Apple's new website makes it easier to see government requests for info on its devices and more

Apple's new website makes it easier to see government requests for info on its devices and more
Apple has launched a new website (via Tech Crunch) for its biannual transparency report. This report details the number of government requests Apple receives for customer information related to its devices. Originally available to the public only in PDF format, Apple is using its new website to make this data easier to access and understand for its customers. The information shows up with each country listed in alphabetical order, and tapping on a link breaks down the data into more detail.

The government requests are divided into different categories, and some requests are included in more than one of them. The different categories include:

  • Device-a request from the government for a serial number or IMEI number to help identify a particular device.
  • Financial Identifier-a request from the government for credit card or gift card information.
  • Account-a request from the government for account information such as an Apple ID or an email address.
  • Emergency-a request from the government for information related to a matter deemed to be an emergency.
During the first half of the year, the U.S. government requested information from Apple on 4,570 unique devices. It asked Apple for data on a Financial Identifier 918 times, and for account information 2,397 times. Requests for data on an emergency basis came up 145 times. However, Apple wasn't able to turn over the requested data each and every time the government asked for it. Apple was able to provide the government with 81% of the device info requested, 84% of the Financial Identifiers it was asked for and 87% of the Account data that was wanted. On those matters deemed to be emergencies, Apple responded with the information 89% of the time. The U.S. had the most request in each category for the first six months of the year, except for the emergency requests. In the U.K., Apple received 172 such government demands for information during the six month period, 17 more than it received in the states.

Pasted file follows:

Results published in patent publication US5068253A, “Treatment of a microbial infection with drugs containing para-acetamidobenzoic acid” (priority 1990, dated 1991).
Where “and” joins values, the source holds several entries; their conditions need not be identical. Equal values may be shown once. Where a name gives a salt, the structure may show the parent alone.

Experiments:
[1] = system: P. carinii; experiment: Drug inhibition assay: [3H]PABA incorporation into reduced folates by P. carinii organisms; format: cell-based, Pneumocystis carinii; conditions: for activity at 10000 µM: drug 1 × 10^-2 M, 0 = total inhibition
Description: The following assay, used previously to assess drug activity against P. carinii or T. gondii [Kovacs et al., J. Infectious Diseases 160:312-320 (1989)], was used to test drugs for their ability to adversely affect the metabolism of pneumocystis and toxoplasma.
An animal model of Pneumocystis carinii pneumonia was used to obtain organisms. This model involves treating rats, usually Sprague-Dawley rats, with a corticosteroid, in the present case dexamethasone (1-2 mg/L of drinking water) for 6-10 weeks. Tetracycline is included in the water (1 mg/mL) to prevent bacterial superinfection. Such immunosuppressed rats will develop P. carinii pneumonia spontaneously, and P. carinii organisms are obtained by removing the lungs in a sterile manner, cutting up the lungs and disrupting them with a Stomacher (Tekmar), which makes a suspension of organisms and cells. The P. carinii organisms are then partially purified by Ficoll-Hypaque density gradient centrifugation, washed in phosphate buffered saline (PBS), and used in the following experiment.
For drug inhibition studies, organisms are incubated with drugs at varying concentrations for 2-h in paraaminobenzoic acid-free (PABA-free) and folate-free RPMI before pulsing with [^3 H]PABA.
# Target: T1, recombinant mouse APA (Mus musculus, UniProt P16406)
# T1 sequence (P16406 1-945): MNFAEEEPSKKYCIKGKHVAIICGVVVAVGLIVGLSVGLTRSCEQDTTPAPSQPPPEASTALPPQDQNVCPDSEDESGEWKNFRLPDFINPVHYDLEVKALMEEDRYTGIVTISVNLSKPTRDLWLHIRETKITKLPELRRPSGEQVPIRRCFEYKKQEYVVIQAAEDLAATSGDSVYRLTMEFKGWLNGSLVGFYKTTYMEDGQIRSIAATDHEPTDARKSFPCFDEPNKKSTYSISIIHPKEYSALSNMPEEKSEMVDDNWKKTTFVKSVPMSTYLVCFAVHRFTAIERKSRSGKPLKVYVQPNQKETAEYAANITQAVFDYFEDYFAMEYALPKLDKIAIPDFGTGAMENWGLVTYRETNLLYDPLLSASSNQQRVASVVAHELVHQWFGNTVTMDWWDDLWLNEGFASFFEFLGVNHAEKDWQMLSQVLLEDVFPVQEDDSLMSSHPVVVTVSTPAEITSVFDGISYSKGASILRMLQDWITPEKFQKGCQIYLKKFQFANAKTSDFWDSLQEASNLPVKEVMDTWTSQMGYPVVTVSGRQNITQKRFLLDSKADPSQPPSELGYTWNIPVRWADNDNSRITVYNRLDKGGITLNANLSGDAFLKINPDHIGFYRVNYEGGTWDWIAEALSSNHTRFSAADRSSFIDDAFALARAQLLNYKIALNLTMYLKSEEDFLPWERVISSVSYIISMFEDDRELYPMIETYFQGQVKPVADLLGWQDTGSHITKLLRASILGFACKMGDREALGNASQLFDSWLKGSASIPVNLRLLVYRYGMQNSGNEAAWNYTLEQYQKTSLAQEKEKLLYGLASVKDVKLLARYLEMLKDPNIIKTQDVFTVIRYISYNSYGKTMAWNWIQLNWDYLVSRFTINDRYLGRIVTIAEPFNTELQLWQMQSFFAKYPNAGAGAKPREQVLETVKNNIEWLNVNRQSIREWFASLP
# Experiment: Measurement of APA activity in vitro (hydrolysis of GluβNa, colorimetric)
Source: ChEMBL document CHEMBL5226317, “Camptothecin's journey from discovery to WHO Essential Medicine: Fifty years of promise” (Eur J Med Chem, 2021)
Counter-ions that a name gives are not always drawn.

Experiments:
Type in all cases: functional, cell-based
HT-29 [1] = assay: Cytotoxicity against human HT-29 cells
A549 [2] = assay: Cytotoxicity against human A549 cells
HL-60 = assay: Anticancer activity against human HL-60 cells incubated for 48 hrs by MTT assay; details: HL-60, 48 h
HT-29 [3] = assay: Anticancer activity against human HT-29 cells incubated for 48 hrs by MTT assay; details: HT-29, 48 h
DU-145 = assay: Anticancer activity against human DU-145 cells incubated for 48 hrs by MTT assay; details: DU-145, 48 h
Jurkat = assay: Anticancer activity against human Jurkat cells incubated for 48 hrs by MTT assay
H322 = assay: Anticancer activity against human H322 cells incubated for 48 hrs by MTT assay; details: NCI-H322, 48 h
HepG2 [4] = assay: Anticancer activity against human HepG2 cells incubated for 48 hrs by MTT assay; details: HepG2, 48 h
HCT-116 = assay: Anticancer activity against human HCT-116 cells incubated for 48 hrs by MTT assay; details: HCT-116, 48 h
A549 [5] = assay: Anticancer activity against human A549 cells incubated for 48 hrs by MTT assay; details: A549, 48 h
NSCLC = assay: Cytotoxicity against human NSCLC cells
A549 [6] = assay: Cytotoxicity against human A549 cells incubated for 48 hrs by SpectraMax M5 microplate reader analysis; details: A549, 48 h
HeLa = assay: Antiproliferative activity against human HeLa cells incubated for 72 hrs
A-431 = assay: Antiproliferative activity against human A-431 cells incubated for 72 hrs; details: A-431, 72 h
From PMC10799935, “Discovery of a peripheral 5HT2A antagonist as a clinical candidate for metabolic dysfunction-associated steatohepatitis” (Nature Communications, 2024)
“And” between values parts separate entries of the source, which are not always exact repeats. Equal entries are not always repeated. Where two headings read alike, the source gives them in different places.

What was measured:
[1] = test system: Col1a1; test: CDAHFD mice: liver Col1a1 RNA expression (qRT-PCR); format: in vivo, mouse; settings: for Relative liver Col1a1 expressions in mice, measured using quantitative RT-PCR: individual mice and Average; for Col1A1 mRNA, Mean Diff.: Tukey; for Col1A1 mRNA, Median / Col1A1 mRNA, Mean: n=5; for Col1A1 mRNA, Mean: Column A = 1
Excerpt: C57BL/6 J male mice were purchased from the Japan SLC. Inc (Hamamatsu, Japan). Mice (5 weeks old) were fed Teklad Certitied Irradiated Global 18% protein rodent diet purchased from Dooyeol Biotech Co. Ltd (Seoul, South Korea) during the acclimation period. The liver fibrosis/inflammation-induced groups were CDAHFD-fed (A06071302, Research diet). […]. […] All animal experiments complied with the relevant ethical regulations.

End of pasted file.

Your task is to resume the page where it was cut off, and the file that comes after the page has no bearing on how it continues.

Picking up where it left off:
Those who would rather view the data using a PDF file can see the report right here.



1. Vokilam

Posts: 1434; Member since: Mar 15, 2018

Hey Google, now it’s your turn!

2. tangbunna

Posts: 493; Member since: Sep 29, 2016

We are sorry, our Google Services only provide users data to Advertisement companies.

3. Vokilam

Posts: 1434; Member since: Mar 15, 2018

U sure? Just advertising companies?

7. cmdacos

Posts: 4369; Member since: Nov 01, 2016

Lol Apple's the one catching up here.

4. Peaceboy

Posts: 640; Member since: Oct 11, 2018

No data request from an android devices. Sad!!!

6. cmdacos

Posts: 4369; Member since: Nov 01, 2016

Lmao you really are clueless

8. TechNeck

Posts: 657; Member since: Aug 29, 2014

Google has had that for months now...

9. syntaxlord

Posts: 239; Member since: Oct 01, 2018

Someone give me a tldr. This is way too wordy just like all of SD's posts.

10. antroid

Posts: 396; Member since: Jan 24, 2018

It doesn't mean nothing, it's just counters without anything to support those "requests". I don't see the point of this webpage (it doesn't matter if it was Google, Apple or Samsung). It's like the same thing with benchmarks they are just numbers like those "requests" by the government or whatever

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